Dad was Born on Derby Day

As a child, I loved looking at pictures of my mom and dad’s wedding. I was their seven-day-old guest at the Tennessee-backyard affair, wearing a white frilly dress and bloomers. My Mom, Jennifer, was beautiful with her porcelain skin and brown eyes. A flower crown graced the top of her well-coiffed, high-volume brunette mane and she wore a tiny white dress with lavender polka dots, her body rejecting any glimpses of pregnancy or birth.

Dad, who went by David, was baby-faced and handsome with his tan suit and matching lavender bow tie and cummerbund. His smile was wide and bright as he stood next to Mom with her tight-lipped, anxious smirk.

Though my dad went missing-in-action for most of the pregnancy, he was at the hospital when I arrived, dropping in and out to hold me or take a picture. I was born on Derby Day 1985 and Spend A Buck won the race, running at a suicidal pace and setting what was then the fastest mile in the sport’s history.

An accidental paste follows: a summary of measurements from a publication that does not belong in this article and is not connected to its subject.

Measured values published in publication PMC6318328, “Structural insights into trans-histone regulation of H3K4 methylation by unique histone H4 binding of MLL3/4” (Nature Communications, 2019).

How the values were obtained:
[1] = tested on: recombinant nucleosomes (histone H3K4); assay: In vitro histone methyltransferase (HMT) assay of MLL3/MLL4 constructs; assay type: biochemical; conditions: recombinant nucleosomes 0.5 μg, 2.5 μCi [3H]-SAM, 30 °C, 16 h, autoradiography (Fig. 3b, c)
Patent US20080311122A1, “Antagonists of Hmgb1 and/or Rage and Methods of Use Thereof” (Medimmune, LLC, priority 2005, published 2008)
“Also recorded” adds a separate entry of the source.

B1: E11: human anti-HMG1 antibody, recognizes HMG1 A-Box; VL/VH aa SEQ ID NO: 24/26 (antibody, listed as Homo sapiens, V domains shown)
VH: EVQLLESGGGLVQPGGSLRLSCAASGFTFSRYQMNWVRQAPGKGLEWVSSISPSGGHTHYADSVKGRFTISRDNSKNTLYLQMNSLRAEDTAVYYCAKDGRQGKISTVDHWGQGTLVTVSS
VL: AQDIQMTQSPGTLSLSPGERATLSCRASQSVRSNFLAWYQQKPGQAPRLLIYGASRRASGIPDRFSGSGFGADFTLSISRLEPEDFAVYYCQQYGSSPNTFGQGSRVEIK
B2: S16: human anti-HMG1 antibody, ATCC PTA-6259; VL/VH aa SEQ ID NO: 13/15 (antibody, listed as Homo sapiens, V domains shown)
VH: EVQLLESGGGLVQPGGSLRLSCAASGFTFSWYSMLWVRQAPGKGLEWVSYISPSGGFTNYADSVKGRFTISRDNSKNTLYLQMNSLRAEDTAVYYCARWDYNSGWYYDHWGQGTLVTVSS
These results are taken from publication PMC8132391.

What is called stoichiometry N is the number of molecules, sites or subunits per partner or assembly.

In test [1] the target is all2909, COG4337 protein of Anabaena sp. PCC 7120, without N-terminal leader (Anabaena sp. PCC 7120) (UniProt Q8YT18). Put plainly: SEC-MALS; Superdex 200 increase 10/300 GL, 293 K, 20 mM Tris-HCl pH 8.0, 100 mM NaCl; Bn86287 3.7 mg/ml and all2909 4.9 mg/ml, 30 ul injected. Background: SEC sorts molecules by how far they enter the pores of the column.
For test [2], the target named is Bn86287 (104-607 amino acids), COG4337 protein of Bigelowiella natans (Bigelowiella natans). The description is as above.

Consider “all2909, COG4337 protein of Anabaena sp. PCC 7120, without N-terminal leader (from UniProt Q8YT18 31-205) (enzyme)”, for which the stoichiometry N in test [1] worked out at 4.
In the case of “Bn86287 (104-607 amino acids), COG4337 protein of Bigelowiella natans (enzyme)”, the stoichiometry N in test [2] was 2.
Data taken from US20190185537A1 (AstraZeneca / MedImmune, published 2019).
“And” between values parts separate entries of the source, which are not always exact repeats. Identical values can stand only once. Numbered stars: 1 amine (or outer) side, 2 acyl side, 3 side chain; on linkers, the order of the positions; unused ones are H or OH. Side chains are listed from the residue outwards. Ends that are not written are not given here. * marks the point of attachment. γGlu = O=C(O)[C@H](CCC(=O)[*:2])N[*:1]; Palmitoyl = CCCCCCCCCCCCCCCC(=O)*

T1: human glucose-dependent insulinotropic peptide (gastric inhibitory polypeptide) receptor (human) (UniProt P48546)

Earlier this year, I had the pleasure of reading my poem, “Dad was Born on Derby Day” at the Kentucky Derby Museum’s annual Poetry Derby event (virtually). I’m sharing it here today and look forward to its publication in the museum’s chapbook.

Dad was Born on Derby Day

Spend-A-Buck set a suicidal pace

On the day Dad became my father

Setting the fastest mile

Without ache or bother

Did I mention the dust?

Rock-and-roll roadie, running farther

Riding highs of youth and self-destruction

Galloping in and out, starting on Derby Day

Too smart for gumption

Did I mention the dust?

Noble Bull: The best soldier to be found

Left no man behind

When boots hit the ground

Decorated war hero trying to survive

Lost in the cinders

Roses and medals flanked your coat

You wore honor for your country

In your marred brain

Soot covering grey matter

Hiding your pain

Valor and Victory

Never stops

You taught me to be proud

Coca-Cola, bourbon, anger blazing hot

For all of us

It ends the same

A cloud of dust from ashes remain

For you

Infamy overshadows fame

I remember your glory

Your guts

At your Kentucky grave

Memories are the dust I must save

The day I became alive because you couldn’t stay

My Dad was born on Derby Day